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The doors on the subway car snap open at Hidalgo station. Dozens more passengers clad in surgical masks stream on. It’s rush hour deep below the streets of downtown Mexico City. The subway system is the veins of the capital, ferrying millions of people from all social classes to and from work. It’s hot and humid down there and there’s little fresh air. It’s just the kind of crowded place that Mexican authorities say could be a prime breeding ground for swine flu. “I’m pretty nervous of this whole virus thing,” welder Frontino Valdez mumbled through one of the masks. Watch passengers packed onto trains trying to protect themselves » Sitting one carriage down, Berta Hernandez, a product demonstrator, tries not to show her panic and applies eyeliner like any other morning. But today she has a problem, she has no intention of lifting her mask to paint on lip gloss. “I’m nervous of those people who aren’t wearing masks. Maybe they will suddenly sneeze or cough,” she said. In these days of swine flu paranoia, just coughing, or worse sneezing, in the subway, or “metro” as they call it here, brings black looks from fellow passengers. This has been a strange epidemic since the outset. So far, the Mexican government has been unable to pinpoint where or when this outbreak started. Authorities admit there was an outbreak of influenza in a village in the Gulf Coast state of Veracruz in early April. But only one patient — 5-year-old Edgar Hernandez — was diagnosed as having swine flu. Watch Dr. Sanjay Gupta ask the boy about his symptoms » The international media have taken to calling him “Patient Zero.” He made a full recovery. So far there’s no evidence a pig farm near his home reported any problems with its livestock. The family hasn’t explained how little Edgar could have infected a capital city let alone the world. The authorities haven’t drawn up a genetic map of Edgar’s illness nor compared it to the lethal strain that swept through Mexico City and other parts of the country. Lethal it is. But getting to the truth of who has really died from the virus is tough. Since midweek, the government abandoned its initial reporting and began to speak only of confirmed swine flu cases and confirmed deaths due to the H1N1 virus. Previously it had also tallied suspected cases and others under observation. In practice, it is taking days for the government to get test results from autopsies and tests. By the time a case is confirmed the patient may be long buried. One afternoon this week, at a cinder block home perched on a hillside in a poor northern neighborhood of Mexico City, a coffin was mounted on the living room table. A steady stream of neighbors filed in to pay their final tribute to a dead 24-year-old. Biting back tears, a young man said his brother had died of “respiratory problems.” When asked what kind of a person his brother was, he said simply: “He was an honest man. He never got in any trouble.” The man seemed to be feeling an underlying sense of shame. Suddenly there was a huge stigma attached to swine flu — like in the early days of AIDS-related deaths — and Mexican families were keen to dispel notions their loved ones had died of the mutant virus. They didn’t want the prying eyes of the media near their home. We wanted to tell their story, observe the wake and follow the funeral. But death is a rite of passage. They had a right to mourn in private. The following day came a tip-off that a 5-year-old girl, Maria Fernanda Garcia, had died. The modest side street outside her home in eastern Mexico City was swarming with police, health workers and civil protection officials. Little Maria Fernanda’s father appeared briefly and told us we weren’t welcome. He was curt when he told us his daughter had died from pneumonia. A medic confirmed the specific cause of death was indeed pneumonia. But he added the hospital was still waiting for test results to confirm whether the underlying cause was swine flu. He conceded that process could take days. But judging by the heavy security, local authorities certainly feared this was another case of the virus. “These are the prevention measures we must take. This case is still not confirmed but we must take these steps to protect citizens,” said Victor Luna, a member of the public security detail for this district of Mexico City. A few minutes later, the hearse with Maria Fernanda’s body pulled out of the housing complex where she lived. Her dad was clutching a Winnie Pooh cuddly toy as he rode up front. Police and health officials shadowed the funeral cortege to the graveyard. Police guards only permitted immediate family and close friends through the iron gates. Through the bars silent, tearful mourners could be seen weaving through a labyrinth of headstones. Later that afternoon, the family had left Maria Fernanda’s grave — a tiny patch of newly dug dry earth, not much more than 3 feet long.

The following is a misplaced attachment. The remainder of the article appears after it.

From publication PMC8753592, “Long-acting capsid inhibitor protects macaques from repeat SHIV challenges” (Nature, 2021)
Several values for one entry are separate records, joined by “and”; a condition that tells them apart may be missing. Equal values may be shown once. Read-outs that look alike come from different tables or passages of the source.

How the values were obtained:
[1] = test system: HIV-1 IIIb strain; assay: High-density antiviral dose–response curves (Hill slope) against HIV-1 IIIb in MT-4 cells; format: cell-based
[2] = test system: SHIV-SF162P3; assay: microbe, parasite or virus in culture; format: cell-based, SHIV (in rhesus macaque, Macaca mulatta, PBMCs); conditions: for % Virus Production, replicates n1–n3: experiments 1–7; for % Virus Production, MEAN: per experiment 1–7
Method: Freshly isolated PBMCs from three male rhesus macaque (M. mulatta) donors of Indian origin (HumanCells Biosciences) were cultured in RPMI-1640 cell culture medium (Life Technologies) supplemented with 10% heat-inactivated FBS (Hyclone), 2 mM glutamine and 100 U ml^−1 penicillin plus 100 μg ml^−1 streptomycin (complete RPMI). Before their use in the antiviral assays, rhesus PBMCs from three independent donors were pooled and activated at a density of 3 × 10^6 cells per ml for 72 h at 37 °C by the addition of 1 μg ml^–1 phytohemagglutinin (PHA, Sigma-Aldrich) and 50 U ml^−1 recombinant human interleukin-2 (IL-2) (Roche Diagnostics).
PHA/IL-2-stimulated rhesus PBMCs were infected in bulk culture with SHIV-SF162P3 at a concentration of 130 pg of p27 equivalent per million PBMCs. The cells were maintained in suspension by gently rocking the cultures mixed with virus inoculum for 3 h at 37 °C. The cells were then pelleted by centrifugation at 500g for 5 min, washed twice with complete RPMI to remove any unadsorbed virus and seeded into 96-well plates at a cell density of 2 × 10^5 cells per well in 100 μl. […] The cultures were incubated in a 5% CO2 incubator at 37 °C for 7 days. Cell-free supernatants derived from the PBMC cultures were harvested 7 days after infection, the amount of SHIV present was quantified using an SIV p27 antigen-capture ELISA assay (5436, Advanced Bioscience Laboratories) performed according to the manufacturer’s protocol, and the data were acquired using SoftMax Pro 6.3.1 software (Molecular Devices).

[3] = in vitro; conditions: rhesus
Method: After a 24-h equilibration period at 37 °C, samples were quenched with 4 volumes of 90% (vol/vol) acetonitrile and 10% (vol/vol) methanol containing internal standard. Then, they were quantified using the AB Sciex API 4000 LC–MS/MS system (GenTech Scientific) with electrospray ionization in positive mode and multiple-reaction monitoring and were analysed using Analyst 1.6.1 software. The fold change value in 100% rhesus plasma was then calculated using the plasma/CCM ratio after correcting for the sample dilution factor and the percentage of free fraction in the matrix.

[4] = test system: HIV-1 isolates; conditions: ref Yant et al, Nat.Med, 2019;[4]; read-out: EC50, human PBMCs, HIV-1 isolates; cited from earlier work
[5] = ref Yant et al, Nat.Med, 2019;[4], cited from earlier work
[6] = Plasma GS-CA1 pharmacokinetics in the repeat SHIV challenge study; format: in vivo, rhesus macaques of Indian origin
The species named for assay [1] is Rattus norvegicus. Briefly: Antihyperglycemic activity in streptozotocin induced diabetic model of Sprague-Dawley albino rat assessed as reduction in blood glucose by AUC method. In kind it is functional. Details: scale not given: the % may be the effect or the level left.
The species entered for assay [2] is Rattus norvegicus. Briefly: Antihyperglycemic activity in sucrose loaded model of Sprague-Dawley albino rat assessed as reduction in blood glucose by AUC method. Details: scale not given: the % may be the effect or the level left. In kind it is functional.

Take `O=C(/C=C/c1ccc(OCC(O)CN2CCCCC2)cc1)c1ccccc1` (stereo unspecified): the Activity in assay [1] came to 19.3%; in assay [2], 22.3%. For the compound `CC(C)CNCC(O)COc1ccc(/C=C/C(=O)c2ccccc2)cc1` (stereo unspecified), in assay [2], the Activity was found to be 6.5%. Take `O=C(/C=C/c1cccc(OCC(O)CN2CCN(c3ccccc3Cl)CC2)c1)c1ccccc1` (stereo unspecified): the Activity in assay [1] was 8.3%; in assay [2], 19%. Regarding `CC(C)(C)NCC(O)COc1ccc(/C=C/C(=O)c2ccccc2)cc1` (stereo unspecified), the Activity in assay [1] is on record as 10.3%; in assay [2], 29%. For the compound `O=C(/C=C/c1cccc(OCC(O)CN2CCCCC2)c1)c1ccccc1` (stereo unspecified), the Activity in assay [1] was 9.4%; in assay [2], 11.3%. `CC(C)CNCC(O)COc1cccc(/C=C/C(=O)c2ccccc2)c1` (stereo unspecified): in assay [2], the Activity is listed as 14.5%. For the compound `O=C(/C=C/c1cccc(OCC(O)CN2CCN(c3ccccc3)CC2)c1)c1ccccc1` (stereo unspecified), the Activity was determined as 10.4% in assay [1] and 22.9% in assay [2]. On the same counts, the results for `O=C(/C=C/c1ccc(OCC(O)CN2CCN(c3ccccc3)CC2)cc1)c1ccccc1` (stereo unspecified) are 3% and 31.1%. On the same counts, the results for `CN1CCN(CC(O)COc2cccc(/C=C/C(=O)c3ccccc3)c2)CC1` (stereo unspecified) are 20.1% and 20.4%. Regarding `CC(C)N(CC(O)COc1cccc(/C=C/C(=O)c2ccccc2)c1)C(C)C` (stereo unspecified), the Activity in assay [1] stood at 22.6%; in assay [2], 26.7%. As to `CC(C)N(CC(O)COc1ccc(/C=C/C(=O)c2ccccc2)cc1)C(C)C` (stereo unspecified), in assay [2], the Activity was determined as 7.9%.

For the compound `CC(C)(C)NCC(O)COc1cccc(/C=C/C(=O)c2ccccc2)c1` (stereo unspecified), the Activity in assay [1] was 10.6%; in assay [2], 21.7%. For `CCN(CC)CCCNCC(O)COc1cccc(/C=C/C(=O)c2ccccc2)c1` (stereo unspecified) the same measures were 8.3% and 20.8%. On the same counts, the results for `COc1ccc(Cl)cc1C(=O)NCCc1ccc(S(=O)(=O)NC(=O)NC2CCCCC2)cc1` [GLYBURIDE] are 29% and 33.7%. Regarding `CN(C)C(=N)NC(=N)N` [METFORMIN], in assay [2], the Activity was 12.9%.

It was covered with sweet-scented white flowers. The plaque on the grave was a simple hand-painted affair: “Maria Fernanda. 2004 to 2009. We love you.”